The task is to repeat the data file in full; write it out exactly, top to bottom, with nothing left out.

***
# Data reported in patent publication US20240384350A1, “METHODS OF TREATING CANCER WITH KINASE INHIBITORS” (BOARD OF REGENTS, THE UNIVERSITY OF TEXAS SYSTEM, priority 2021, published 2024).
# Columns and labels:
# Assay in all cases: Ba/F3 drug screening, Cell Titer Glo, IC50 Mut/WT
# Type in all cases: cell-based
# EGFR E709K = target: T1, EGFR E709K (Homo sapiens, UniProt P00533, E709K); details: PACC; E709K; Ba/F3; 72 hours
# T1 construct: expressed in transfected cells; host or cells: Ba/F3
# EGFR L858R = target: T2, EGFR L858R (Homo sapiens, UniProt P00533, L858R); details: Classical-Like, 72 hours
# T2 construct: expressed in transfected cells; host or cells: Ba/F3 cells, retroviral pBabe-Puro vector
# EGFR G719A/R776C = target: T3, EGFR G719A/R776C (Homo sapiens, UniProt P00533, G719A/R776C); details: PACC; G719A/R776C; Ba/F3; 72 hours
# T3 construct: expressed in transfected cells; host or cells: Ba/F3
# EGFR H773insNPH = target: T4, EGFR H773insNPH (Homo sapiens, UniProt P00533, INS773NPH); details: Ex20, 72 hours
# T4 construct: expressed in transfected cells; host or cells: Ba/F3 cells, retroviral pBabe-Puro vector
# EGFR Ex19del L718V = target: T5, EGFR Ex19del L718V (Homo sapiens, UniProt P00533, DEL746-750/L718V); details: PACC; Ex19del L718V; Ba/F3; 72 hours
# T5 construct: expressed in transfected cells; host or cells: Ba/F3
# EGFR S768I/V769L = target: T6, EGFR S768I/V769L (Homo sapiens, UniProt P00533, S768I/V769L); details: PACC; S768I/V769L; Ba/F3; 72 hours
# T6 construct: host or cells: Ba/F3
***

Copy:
# Data reported in patent publication US20240384350A1, “METHODS OF TREATING CANCER WITH KINASE INHIBITORS” (BOARD OF REGENTS, THE UNIVERSITY OF TEXAS SYSTEM, priority 2021, published 2024).
# Columns and labels:
# Assay in all cases: Ba/F3 drug screening, Cell Titer Glo, IC50 Mut/WT
# Type in all cases: cell-based
# EGFR E709K = target: T1, EGFR E709K (Homo sapiens, UniProt P00533, E709K); details: PACC; E709K; Ba/F3; 72 hours
# T1 construct: expressed in transfected cells; host or cells: Ba/F3
# EGFR L858R = target: T2, EGFR L858R (Homo sapiens, UniProt P00533, L858R); details: Classical-Like, 72 hours
# T2 construct: expressed in transfected cells; host or cells: Ba/F3 cells, retroviral pBabe-Puro vector
# EGFR G719A/R776C = target: T3, EGFR G719A/R776C (Homo sapiens, UniProt P00533, G719A/R776C); details: PACC; G719A/R776C; Ba/F3; 72 hours
# T3 construct: expressed in transfected cells; host or cells: Ba/F3
# EGFR H773insNPH = target: T4, EGFR H773insNPH (Homo sapiens, UniProt P00533, INS773NPH); details: Ex20, 72 hours
# T4 construct: expressed in transfected cells; host or cells: Ba/F3 cells, retroviral pBabe-Puro vector
# EGFR Ex19del L718V = target: T5, EGFR Ex19del L718V (Homo sapiens, UniProt P00533, DEL746-750/L718V); details: PACC; Ex19del L718V; Ba/F3; 72 hours
# T5 construct: expressed in transfected cells; host or cells: Ba/F3
# EGFR S768I/V769L = target: T6, EGFR S768I/V769L (Homo sapiens, UniProt P00533, S768I/V769L); details: PACC; S768I/V769L; Ba/F3; 72 hours
# T6 construct: host or cells: Ba/F3